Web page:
Unstructured Data

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Alex T had hit the ceiling with his current team, in terms of career advancement. He was ready to be promoted to a senior position, but there simply wasn’t room where he was- they were top-heavy as it was, and there were whispers among management of needing to make some cuts from that team. So Alex started looking for other openings.

There was another team at his company which had just lost all of its senior developers to other teams. Alex knew that was a bad sign, but in general, climbing the career ladder was a one-way street. Once he had a senior position, even if it was terrible, he could transfer to another team in a few months, keeping his senior title and salary.


Popping a Plister

by in CodeSOD on

We live in a brave new world. Microsoft, over the past few years has emphasized, more and more, a cross-platform, open-source approach. So, for example, if you were developing something in .NET today, it’s not unreasonable that you might want to parse a PList file- the OSX/NextStep/GNUStep configuration file format.

But let’s rewind, oh, say, five years. An Anonymous reader found a third-party library in their .NET application. It never passed through any review or acquisition process- it was simply dropped in by another developer. Despite being a .NET library, it uses PLists as its configuration format- despite .NET offering a perfectly good in-built format. Of course, this C# code isn’t what we’d call good code, and thus one is left with an impression that someone hastily ported an Objective-C library without really thinking about what they were doing.


Sponsor Announcement: Hired

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There are certain tropes that show up in our articles, and judging from our comments section, our readers are well aware of them. For example, if a manager in a story says, “You’re going to love working with $X, they’re very smart,” it’s a pretty clear sign that the character in question is not very smart, and is almost certainly sure to be TRWTF in the story.

Part of this is narrative convenience- we try and keep our articles “coffee-break length”, and dropping a few obvious signals in there helps keep it concise. Most of it, however, really boils down to the fact that reality is full of certain patterns. The world is full of people who aren’t half as smart as they think they are. There are legions of PHBs ready to micromanage even if they haven’t a clue what they’re doing. And there are a lot of employers that can make a terrible job sound really great for the duration of the interview process.


The 3,000 Mile Commute

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A true story, recounted from personal experience by our own Snoofle.

Many decades ago, DefCon Inc, a defense contractor working for the US military was attempting to get awarded a new contract to build some widget needed for combat. As part of their proposal, they wished to demonstrate that they had the available staff to dedicate to the project. Toward this end, they hired more than 1,000 assorted programmers, project leads, managers and so forth. The military folks that were evaluating the various proposals saw a slew of new employees that were completely unfamiliar with the relevant processes, procedures and requirements, and awarded the contract to another firm. In response, the contractor laid off all 1,000 folks.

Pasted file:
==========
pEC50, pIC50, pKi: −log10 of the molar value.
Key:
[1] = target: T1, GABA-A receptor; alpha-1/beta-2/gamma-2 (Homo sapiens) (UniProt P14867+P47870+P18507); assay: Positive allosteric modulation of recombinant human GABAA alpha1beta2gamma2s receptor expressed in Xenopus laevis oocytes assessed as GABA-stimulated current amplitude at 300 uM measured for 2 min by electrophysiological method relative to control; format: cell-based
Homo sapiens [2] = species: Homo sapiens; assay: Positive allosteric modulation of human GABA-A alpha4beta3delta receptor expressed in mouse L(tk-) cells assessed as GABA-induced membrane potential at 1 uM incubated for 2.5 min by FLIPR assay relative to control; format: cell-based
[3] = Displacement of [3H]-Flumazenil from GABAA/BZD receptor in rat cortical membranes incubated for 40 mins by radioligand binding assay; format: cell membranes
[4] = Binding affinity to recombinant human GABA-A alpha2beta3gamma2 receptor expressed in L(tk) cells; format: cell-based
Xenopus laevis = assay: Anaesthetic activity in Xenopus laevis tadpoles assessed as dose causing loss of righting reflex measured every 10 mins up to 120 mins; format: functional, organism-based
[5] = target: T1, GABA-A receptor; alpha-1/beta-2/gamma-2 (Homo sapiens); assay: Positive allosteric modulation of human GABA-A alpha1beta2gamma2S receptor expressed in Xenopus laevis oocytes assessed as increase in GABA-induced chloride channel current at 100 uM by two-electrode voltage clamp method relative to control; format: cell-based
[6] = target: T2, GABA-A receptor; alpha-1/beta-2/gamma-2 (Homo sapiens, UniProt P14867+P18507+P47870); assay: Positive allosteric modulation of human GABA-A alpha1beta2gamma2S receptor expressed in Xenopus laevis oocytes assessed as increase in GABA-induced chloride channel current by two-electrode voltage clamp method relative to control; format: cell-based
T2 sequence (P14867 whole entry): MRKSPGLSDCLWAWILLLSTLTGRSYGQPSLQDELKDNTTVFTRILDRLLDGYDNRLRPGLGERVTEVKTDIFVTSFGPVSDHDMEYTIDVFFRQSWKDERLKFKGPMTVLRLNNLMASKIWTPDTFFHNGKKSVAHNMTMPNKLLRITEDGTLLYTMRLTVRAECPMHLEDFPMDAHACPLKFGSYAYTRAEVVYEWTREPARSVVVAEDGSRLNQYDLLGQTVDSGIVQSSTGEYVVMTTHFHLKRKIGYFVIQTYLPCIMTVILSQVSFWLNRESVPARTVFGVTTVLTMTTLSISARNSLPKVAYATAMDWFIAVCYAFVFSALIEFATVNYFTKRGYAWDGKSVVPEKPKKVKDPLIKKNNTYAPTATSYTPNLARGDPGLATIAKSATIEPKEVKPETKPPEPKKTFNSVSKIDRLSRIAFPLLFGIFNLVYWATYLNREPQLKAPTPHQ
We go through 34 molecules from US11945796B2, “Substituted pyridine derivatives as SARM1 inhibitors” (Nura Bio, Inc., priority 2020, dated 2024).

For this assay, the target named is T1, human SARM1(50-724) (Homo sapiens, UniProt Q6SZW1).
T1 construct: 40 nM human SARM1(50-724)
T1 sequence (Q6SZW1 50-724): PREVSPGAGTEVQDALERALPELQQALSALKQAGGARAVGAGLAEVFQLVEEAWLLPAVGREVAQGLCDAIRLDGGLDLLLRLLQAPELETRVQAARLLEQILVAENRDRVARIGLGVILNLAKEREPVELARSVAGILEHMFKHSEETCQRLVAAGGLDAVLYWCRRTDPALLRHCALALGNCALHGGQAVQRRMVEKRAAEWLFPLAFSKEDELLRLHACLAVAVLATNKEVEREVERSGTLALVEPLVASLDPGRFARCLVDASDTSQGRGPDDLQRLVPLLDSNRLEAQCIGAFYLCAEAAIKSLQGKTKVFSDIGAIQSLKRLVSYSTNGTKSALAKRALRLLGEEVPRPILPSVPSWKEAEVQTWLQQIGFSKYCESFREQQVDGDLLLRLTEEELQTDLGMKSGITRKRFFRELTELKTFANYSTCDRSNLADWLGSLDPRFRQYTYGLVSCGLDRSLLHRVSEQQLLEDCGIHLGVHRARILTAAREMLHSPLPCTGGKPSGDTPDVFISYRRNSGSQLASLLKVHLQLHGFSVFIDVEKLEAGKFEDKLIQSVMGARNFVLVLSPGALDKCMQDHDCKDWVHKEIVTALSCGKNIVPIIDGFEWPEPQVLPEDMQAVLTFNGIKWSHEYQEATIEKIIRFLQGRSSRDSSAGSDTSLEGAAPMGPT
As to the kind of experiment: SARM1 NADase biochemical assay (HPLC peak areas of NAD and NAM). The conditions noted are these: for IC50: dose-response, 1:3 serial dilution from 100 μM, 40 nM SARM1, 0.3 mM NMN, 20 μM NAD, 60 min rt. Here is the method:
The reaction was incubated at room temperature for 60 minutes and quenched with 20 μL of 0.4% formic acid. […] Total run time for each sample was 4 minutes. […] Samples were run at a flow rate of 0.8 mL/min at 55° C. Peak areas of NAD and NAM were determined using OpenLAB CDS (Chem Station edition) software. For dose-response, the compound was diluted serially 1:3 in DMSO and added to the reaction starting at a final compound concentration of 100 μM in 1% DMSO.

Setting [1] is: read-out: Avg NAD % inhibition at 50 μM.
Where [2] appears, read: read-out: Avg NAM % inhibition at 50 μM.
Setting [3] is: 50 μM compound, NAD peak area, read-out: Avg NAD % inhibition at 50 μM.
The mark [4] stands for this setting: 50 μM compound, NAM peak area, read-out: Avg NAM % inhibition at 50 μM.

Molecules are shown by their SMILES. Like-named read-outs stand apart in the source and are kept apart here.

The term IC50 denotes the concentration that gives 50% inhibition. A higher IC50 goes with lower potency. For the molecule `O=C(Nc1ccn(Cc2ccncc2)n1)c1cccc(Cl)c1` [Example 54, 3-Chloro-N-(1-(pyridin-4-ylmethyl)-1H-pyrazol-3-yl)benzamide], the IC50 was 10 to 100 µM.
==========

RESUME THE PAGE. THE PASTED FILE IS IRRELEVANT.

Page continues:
A few months later, another such contract came up for grabs. Again, they hired 1,000 folks to show that they had the staff. A few months later, that contract was also awarded to another contractor, and again, all 1,000 folks were laid off.

A map showing the routes between Newark Airport and LAX

Eventful Timing

by in CodeSOD on

I once built a system with the job of tracking various laboratory instruments, and sending out notifications when they needed to be calibrated. The rules for when different instruments triggered notifications, and when notifications should be sent, and so on, were very complicated.

An Anonymous reader has a similar problem. They’re tracking “Events”- like seminars and conferences. These multi-day events often have an end date, but some of them are actually open ended events. They need to, given an event, be able to tell you how much it costs. And our Anonymous reader’s co-worker came up with this solution to that problem:


Banking on the Information Super Highway

by in Error'd on

"Good to see Santander finally embracing modern technology!" writes Sam B.


Extended Conditions

by in CodeSOD on

Every programming language embodies in it a philosophy about how problems should be solved. C reduces all problems to manipulations of memory addresses. Java turns every problem into a set of interacting objects. JavaScript summons Shub-Niggurath, the black goat of the woods with a thousand young, to eat the eyes of developers.

Just following the logic of a language can send you a long way to getting good results. Popular languages were designed by smart people, who work through many of the problems you might encounter when building a program with their tools. That doesn’t mean that you can’t take things a bit too far and misapply that philosophy, though.


A Case of Denial

by in Feature Articles on

RGB color wheel 72

On his first day at his new job, Sebastian wasn't particularly excited. He'd been around the block enough times to have grown a thick skin of indifference and pessimism. This job was destined to be like any other, full of annoying coworkers, poorly thought out requirements, legacy codebases full of spaghetti. But it paid well, and he was tired of his old group, weary in his soul of the same faces he'd grown accustomed to. So he prepared himself for a new flavor of the same office politics and menial tasks.


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